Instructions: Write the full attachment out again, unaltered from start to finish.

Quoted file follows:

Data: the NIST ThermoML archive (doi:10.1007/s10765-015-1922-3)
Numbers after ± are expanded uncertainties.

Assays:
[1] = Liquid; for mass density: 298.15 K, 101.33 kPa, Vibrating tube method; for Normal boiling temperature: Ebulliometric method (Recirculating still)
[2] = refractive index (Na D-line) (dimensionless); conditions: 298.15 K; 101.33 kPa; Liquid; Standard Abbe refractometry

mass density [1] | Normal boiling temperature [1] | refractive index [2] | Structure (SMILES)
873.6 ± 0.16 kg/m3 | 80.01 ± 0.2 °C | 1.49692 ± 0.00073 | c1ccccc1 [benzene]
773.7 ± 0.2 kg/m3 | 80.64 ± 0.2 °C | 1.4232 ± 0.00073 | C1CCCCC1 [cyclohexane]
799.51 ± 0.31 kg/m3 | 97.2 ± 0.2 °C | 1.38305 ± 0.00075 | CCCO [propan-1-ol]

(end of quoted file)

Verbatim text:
Data: the NIST ThermoML archive (doi:10.1007/s10765-015-1922-3)
Numbers after ± are expanded uncertainties.

Assays:
[1] = Liquid; for mass density: 298.15 K, 101.33 kPa, Vibrating tube method; for Normal boiling temperature: Ebulliometric method (Recirculating still)
[2] = refractive index (Na D-line) (dimensionless); conditions: 298.15 K; 101.33 kPa; Liquid; Standard Abbe refractometry

mass density [1] | Normal boiling temperature [1] | refractive index [2] | Structure (SMILES)
873.6 ± 0.16 kg/m3 | 80.01 ± 0.2 °C | 1.49692 ± 0.00073 | c1ccccc1 [benzene]
773.7 ± 0.2 kg/m3 | 80.64 ± 0.2 °C | 1.4232 ± 0.00073 | C1CCCCC1 [cyclohexane]
799.51 ± 0.31 kg/m3 | 97.2 ± 0.2 °C | 1.38305 ± 0.00075 | CCCO [propan-1-ol]